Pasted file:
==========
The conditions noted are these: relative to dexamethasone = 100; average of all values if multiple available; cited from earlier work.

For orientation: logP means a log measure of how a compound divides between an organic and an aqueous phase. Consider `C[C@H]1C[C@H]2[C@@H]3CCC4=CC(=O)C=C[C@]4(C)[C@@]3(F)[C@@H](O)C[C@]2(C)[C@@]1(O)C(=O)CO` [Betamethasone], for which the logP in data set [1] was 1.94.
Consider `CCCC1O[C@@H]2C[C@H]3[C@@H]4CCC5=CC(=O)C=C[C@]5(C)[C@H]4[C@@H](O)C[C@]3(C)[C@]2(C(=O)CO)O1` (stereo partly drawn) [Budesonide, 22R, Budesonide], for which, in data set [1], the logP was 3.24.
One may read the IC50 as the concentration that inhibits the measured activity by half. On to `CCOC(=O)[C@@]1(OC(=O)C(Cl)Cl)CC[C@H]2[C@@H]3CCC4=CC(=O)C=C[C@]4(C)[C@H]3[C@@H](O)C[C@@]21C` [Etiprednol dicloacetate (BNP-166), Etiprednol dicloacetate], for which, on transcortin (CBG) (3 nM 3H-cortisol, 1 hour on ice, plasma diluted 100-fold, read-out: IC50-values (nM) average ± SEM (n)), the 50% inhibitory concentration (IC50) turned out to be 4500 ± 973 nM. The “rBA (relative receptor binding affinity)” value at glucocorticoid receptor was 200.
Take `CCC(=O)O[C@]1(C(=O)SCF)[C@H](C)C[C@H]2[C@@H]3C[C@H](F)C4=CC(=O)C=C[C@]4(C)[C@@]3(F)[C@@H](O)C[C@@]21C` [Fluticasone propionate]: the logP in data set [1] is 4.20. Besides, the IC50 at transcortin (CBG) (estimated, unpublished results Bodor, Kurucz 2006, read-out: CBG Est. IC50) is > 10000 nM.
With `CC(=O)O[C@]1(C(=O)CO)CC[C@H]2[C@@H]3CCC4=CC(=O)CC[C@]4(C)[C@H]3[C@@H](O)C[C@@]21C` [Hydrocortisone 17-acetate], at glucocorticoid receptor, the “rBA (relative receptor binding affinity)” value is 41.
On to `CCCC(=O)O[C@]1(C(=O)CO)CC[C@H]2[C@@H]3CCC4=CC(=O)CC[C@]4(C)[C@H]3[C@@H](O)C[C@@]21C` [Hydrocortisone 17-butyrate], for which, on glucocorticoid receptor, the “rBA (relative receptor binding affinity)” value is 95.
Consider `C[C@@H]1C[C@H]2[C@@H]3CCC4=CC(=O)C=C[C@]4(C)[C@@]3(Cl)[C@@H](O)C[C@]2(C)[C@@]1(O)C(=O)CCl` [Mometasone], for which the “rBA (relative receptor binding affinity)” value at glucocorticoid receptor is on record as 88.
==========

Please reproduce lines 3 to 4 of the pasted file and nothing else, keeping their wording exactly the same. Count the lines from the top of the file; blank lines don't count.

Consider `CCCC1O[C@@H]2C[C@H]3[C@@H]4CCC5=CC(=O)C=C[C@]5(C)[C@H]4[C@@H](O)C[C@]3(C)[C@]2(C(=O)CO)O1` (stereo partly drawn) [Budesonide, 22R, Budesonide], for which, in data set [1], the logP was 3.24.
One may read the IC50 as the concentration that inhibits the measured activity by half. On to `CCOC(=O)[C@@]1(OC(=O)C(Cl)Cl)CC[C@H]2[C@@H]3CCC4=CC(=O)C=C[C@]4(C)[C@H]3[C@@H](O)C[C@@]21C` [Etiprednol dicloacetate (BNP-166), Etiprednol dicloacetate], for which, on transcortin (CBG) (3 nM 3H-cortisol, 1 hour on ice, plasma diluted 100-fold, read-out: IC50-values (nM) average ± SEM (n)), the 50% inhibitory concentration (IC50) turned out to be 4500 ± 973 nM. The “rBA (relative receptor binding affinity)” value at glucocorticoid receptor was 200.